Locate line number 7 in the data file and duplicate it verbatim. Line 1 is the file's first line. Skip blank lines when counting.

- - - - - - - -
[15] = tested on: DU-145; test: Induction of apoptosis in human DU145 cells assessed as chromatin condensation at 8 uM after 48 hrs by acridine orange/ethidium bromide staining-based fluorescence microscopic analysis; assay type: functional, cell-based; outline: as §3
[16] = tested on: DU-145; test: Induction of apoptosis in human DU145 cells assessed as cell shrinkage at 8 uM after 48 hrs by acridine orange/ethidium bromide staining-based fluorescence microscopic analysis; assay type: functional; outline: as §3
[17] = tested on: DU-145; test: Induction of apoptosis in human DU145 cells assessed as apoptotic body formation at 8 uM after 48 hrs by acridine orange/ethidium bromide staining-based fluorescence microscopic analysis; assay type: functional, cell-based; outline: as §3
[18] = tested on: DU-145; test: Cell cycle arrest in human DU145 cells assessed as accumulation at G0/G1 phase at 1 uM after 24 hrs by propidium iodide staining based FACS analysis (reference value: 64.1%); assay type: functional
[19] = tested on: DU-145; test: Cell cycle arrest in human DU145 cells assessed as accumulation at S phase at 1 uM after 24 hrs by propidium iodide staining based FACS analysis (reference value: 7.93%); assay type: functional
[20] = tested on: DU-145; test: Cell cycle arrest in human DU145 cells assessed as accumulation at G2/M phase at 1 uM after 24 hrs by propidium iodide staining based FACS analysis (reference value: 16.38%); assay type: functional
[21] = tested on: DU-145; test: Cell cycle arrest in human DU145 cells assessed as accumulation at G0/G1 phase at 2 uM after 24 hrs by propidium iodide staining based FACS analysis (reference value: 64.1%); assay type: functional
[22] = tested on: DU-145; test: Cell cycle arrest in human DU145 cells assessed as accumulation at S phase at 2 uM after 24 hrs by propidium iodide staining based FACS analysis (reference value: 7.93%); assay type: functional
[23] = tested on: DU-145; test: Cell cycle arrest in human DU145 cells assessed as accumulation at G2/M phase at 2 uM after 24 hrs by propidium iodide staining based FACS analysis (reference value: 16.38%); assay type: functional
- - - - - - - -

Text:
[21] = tested on: DU-145; test: Cell cycle arrest in human DU145 cells assessed as accumulation at G0/G1 phase at 2 uM after 24 hrs by propidium iodide staining based FACS analysis (reference value: 64.1%); assay type: functional